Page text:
Standard curtain panels can look more luxurious than they are.
Earlier this year I moved into a new apartment that’s comfortable enough to stay as long as I like. The windows are relatively large and needed curtains. In my former house I had custom draperies made to my specifications and professionally installed. For the rental it was practical to opt for ready-made linen curtain panels. Installation was a DIY project accomplished with the help of a carpenter friend.
I’m not the biggest fan of curtains and I had no experience with ready-made panels. In the past, I designed curtains, purchased material and had the workroom measure, make and install them. The curtains were wonderfully full and just grazed the floor for a luxurious, custom look.
The linen ready-made panels I liked were flat, un-pleated panels sold in set widths and lengths. So my challenge was to make them look as luxurious and custom as possible.
Basically, I had to figure out a curtain hack or risk having the curtains look skimpy.
The big differences between custom and ready-made are the amount of fabric used for each curtain panel, lengths of panels, and whether or not there are pleats — pleating adds fullness.
The panels I chose (at Crate & Barrel a longtime favorite source for quality and value) were un-pleated, lined linen panels with loops on the back for rod pocket (gathering them directly on the curtain rod) installation. The curtains come folded in plastic packages which also means they would need to be steamed out or steam-ironed before they could be hung (linen does not hang out well). I found that totally annoying.
As with most store-bought panels, the widths are standard and a pair of 50-inch wide panels were the best choice for my 42-1/2 inch wide windows. That left me with two choices on the length. I could either go with 84-inch long panels to be installed with clip-on rings, or buy 96-inch panels and shorten them myself. I have shortened unlined curtains but shortening a dozen lined curtain panels was not an option.
As a general rule, most curtain rods are installed 3 inches above the top of each window molding and they extend 3 inches beyond each side of the window molding.
The top of my window moldings to the finished floor measured 83-1/4 inches. Then I needed to add 3 inches to the center of the rod. That came to 87-inches. So the curtains could not be gathered on the rod or they would be 3-1/2 inches off the floor — way too short. I don’t even care for them 1-inch off the floor — as the C&B website shows [previous photo] — because that makes them hang flat against the wall.
Using rings with clips was clearly my best solution. Clip-on rings added 3-inches in length — 87-inches. Just the right height. But that still left me with a flat look when I held it all up in place.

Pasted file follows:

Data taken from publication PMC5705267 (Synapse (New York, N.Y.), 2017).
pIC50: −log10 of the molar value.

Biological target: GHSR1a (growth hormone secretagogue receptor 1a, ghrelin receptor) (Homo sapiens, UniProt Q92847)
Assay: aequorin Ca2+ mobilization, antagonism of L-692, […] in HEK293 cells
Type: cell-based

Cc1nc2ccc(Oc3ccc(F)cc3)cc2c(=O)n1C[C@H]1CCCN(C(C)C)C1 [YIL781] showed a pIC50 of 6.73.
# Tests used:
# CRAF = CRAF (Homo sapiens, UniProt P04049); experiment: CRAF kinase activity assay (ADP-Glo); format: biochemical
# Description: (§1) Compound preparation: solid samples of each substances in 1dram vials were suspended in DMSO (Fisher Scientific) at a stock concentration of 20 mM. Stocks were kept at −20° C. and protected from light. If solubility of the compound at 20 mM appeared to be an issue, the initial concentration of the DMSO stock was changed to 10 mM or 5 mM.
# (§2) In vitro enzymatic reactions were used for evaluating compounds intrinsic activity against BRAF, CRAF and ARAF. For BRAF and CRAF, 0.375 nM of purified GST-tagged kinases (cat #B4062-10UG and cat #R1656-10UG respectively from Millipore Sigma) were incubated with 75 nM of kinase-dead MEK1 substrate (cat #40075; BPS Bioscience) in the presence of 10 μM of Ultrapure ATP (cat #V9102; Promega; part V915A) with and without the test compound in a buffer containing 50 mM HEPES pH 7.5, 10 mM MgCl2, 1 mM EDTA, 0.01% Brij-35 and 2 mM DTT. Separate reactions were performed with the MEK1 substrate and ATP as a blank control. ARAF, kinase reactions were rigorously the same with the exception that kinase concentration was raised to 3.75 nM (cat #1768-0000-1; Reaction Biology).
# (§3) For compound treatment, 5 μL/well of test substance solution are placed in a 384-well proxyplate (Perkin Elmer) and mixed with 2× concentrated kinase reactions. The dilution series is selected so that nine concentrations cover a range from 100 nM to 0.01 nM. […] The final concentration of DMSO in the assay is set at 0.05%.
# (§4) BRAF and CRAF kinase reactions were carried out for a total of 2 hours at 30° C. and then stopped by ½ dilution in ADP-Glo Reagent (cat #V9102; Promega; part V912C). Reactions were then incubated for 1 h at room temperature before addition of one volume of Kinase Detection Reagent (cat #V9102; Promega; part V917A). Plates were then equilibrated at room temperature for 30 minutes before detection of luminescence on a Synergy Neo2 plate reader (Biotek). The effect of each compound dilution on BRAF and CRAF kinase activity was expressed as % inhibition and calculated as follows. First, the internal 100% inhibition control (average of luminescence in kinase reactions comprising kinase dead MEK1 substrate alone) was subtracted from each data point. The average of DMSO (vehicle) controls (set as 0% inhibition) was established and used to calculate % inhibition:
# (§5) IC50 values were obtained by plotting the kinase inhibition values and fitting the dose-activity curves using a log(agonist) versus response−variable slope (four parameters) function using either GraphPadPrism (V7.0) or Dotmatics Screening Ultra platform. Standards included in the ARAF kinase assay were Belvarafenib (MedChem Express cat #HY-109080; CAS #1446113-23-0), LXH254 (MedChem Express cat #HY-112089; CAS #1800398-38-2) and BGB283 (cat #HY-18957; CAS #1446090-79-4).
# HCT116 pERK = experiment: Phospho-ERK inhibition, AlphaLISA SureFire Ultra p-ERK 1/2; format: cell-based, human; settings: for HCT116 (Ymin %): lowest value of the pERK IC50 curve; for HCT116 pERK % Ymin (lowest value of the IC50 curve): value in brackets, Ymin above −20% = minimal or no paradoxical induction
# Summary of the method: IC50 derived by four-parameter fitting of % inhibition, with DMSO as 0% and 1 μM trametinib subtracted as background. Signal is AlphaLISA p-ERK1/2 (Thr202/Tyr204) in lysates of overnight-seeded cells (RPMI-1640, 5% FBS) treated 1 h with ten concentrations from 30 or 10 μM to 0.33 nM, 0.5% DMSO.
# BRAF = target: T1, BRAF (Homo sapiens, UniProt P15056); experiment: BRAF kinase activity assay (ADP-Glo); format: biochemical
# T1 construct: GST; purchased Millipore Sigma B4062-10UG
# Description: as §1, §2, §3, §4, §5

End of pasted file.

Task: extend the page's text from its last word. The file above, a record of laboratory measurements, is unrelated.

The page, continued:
So here’s the hack: I hung the rods 2-1/2-inches above the top of the window frame instead of 3-inches. Visually there was no difference at the top. However, that extra 1/2-inch in length allowed the curtains to break just a little harder on the floor. And my adding 3 extra rings to each panel (7 are standard) I could simulate pleating at the top.
While my curtains are less than perfect, in large part due to my less than expert ironing skills, they gave be the slightly billowy look I was after on all my windows with little extra expense.
I’m so glad to see yo back! I hope I have not missed much. I will go through older posts. Great piece about making curtain panels look lush. Thank you.
Jane: Does your rod curve around at the ends? I can’t quite tell?
And, another question: what would you recommend for bringing the rod out from the wall more than the standard 3″? Our bedroom windows have white Plantation shutters on the windows, with lots of white woodwork attached to the window frame. Without looking at it right now, I would say we need 5″ out from the wall for the curtains to just skim the front of the shutters. Would you put a square piece of wood, paint it to match the walls and minimize the look, and attach rods to that? I’m just beginning to redo the bedroom and we really do want curtains in front of the shutters and all that woodwork. Many thanks!
Jane F says
Yes, Libby. Those rods curve at the ends. I hate light gap on the sides and the curved ends help the stack back as well.
It’s hard for me to say how curtains should be hung without seeing the window, the rod choice and the curtains. F.ex. pinch pleated curtains will be fuller. I feel curtains should just cover the side moldings, which 3″ usually does.
Are your plantation shutters mounted inside the window frame, at the front or on it? That can make a difference.
Do the curtains have interfacing at the top? I make all of my own curtains and drapes and had not considered interfacing the top, but it looks like this makes the top stay straight and not sag. The last drapes I made were silk velvet, and interfacing at the top would have made them too bulky, but I did use rings at the top like you did. I really like your use of linen, but the last time I made linen drapes, the sun made the fabric deteriorate after a few years. If you do not get too much sun, that will not be a problem.
BTW, I’m in Westchester CA now instead of Venice.
Jane F says
Lars, so good to hear from you! Such a long time. These are ready-mades from Crate & Barrel. Came folded grrr. I had to iron them.
The drapes are lined with cotton but no buckram or interfacing as they are completely soft. The rod pocket is not solid as some are. It’s open and the verticals are spaced so panels stack back fairly evenly. I bought the rings with clips. Not my fave. I could do pins if I wanted to shorten them slightly – hooks could hide the clips. But they are working very well with the clips and the hardware looks much more expensive than it was. No sagging I think because panels are not heavy and installed to touch the floor.